Language is a unique entity that changes and grows with a people. It behaves like a living thing; the nature of language is to develop along with the culture of those whom it serves. The growth and development of many words can be traced from modern usage to their original meanings. Child has one such intrepid history. The word child first emerged in the Old English language and its meanings have changed over time. Child appears in the Bible, in Shakespeare’s work, and in Spenser’s poetry. This word has also been used by William Wordsworth, as well as appearing in the magazine Good Housekeeping.
The original origin of child is found in Old English, the Anglo Saxon language. The Anglo Saxon spelling was cild. It was first was printed in a Rushworth (an Anglo Saxon) edition of the Gospel of Matthew in the year A.D. 975, “a brohte weron him cild” (OED 113). The plural form was cildra and is now children. Child additionally has origins within the Old Teutonic, Gothic, and West Germanic languages; dialect for each language often depended on geography with variances occurring over relatively short distances (OED 113). Words with such early histories often have varying meanings accredited to them.
The word’s original meaning was “the unborn or newly born human being; fœtus, infant” (OED 113). While this interpretation is still applicable in modern English, child most commonly means “a young person” (The Merriam-Webster Thesaurus 93), in the present day. The word child can also mean “a young person of either sex below the age of puberty; a boy or girl” (OED 113). The term is likewise extended to youths approaching or entering upon manhood and to pupils at school (OED 113). Some synonyms include bud, juvenile, and kid, ...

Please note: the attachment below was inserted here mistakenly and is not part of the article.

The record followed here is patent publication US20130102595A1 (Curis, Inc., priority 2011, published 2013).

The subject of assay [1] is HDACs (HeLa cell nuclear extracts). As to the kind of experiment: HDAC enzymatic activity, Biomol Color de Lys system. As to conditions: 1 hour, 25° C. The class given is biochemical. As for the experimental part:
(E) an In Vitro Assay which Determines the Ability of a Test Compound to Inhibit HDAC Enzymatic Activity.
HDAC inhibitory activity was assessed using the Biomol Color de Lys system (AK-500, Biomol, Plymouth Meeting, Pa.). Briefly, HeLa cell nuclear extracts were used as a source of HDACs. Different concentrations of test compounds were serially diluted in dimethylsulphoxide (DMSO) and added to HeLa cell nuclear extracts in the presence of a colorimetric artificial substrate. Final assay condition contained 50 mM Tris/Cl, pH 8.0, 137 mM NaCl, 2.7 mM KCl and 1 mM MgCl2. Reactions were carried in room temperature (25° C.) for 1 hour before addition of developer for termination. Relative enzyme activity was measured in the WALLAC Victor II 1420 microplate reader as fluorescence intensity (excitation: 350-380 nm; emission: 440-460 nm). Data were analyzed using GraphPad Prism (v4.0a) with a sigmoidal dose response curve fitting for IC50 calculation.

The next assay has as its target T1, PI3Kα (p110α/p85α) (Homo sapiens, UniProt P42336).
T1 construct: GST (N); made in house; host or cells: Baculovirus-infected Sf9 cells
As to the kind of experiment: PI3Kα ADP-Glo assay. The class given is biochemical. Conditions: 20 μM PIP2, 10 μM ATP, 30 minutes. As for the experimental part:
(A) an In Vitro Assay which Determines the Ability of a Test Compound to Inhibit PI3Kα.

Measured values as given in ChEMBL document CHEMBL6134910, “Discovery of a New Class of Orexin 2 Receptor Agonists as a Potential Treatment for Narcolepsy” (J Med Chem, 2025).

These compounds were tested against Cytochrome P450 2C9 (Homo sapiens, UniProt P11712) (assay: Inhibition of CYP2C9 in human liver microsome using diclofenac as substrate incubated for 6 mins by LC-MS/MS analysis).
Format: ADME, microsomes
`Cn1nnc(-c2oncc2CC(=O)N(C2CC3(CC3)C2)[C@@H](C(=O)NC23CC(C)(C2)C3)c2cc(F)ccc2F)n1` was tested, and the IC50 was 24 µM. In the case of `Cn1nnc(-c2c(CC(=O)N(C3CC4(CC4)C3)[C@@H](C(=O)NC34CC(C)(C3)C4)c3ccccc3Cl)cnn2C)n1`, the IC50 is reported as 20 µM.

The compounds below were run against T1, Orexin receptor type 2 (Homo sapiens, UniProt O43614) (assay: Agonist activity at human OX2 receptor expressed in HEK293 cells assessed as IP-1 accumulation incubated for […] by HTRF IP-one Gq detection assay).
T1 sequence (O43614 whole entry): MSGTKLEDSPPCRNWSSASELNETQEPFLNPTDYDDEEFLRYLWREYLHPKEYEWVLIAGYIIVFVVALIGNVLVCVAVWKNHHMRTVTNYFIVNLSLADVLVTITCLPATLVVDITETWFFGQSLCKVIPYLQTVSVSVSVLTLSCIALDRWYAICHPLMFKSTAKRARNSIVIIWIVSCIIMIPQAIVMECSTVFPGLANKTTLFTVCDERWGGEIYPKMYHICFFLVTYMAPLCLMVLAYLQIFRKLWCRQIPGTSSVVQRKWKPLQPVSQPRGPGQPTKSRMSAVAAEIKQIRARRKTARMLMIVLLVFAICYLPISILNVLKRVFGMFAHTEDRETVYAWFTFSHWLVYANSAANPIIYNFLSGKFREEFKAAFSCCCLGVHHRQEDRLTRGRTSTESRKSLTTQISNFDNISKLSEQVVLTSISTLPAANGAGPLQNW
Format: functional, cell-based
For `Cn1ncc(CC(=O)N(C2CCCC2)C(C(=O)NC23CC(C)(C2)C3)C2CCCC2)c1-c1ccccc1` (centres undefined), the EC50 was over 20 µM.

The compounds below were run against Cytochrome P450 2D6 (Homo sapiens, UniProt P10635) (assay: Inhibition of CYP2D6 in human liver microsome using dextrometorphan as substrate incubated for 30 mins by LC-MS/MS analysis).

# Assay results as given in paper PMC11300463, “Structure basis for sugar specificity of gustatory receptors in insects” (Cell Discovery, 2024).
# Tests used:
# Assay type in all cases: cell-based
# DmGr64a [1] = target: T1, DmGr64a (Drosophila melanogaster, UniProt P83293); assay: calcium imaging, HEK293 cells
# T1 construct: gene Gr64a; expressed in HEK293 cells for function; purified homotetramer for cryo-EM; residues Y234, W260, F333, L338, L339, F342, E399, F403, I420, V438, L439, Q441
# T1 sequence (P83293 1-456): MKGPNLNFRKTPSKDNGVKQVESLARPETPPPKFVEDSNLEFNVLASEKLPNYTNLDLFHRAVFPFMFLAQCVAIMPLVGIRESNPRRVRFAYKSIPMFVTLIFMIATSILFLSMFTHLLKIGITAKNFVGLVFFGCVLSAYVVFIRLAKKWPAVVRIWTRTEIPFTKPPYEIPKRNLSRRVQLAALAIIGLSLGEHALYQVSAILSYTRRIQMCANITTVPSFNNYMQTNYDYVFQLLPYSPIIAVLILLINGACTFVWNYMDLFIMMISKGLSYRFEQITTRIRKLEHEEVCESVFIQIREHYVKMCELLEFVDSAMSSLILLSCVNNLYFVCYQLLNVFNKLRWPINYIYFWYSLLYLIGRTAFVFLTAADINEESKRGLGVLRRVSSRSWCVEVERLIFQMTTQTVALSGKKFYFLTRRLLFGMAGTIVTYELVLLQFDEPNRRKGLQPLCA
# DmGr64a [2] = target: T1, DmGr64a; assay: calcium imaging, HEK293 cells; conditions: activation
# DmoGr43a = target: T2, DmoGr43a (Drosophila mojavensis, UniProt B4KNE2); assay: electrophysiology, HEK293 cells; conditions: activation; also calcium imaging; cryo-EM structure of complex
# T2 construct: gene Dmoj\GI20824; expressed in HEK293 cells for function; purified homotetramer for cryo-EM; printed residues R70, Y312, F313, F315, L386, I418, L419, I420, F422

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...at are still applicable today. The Book of Genesis in the Bible uses the word as an immediate descendent: a nonexistent son or daughter of Sarai. Shakespeare’s Winter’s Tale made child a newborn endowed with qualities of innocence with a redeeming effect. Even more in regard to virtue, Spenser’s The Faerie Queene portrays child not to be a physical person, but something from and within a person’s being, emanating chivalrous purpose. William Wordsworth presents the word as a living person with a corruptible innocence that is best to protect and maintain. An infant son or daughter to be taken care of is the depiction in the Good Housekeeping article of child. Language is constantly changing and growing, mirroring human progress. It is an intricate thing that affects us just as we affect it; our relationship runs deep into our past and runs indefinitely into the future.
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